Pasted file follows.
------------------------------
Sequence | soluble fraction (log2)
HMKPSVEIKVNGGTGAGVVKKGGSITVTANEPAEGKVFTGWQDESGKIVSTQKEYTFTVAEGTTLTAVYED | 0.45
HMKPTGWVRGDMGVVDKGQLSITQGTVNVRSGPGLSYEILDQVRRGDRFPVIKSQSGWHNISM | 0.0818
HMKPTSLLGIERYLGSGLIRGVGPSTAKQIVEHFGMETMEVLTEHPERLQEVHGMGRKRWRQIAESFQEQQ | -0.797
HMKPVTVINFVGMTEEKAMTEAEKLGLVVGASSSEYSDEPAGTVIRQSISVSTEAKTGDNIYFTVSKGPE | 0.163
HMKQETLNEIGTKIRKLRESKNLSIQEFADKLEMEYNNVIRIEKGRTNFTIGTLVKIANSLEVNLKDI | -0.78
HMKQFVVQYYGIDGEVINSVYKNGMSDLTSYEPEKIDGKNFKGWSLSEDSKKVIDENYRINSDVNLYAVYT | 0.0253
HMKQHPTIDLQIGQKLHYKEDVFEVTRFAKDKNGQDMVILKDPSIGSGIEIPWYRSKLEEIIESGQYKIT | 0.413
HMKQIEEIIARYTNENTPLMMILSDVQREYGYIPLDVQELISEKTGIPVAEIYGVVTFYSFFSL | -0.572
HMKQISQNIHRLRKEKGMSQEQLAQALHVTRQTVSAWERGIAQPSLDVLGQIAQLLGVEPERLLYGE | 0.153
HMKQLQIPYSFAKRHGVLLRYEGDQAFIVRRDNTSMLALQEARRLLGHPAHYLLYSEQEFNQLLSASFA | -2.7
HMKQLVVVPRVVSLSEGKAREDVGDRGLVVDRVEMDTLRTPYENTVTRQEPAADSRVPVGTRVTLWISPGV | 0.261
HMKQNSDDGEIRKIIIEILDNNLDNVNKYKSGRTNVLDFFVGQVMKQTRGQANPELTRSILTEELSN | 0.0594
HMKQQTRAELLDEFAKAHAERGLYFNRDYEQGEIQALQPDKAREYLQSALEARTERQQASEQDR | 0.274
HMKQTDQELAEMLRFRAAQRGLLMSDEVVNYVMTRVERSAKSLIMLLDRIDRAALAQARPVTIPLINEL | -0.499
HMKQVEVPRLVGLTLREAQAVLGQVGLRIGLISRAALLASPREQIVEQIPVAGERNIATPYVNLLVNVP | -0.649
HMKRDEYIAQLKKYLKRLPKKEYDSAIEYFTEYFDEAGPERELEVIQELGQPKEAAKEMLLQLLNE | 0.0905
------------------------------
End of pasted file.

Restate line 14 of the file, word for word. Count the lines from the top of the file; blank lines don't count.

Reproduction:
HMKQQTRAELLDEFAKAHAERGLYFNRDYEQGEIQALQPDKAREYLQSALEARTERQQASEQDR | 0.274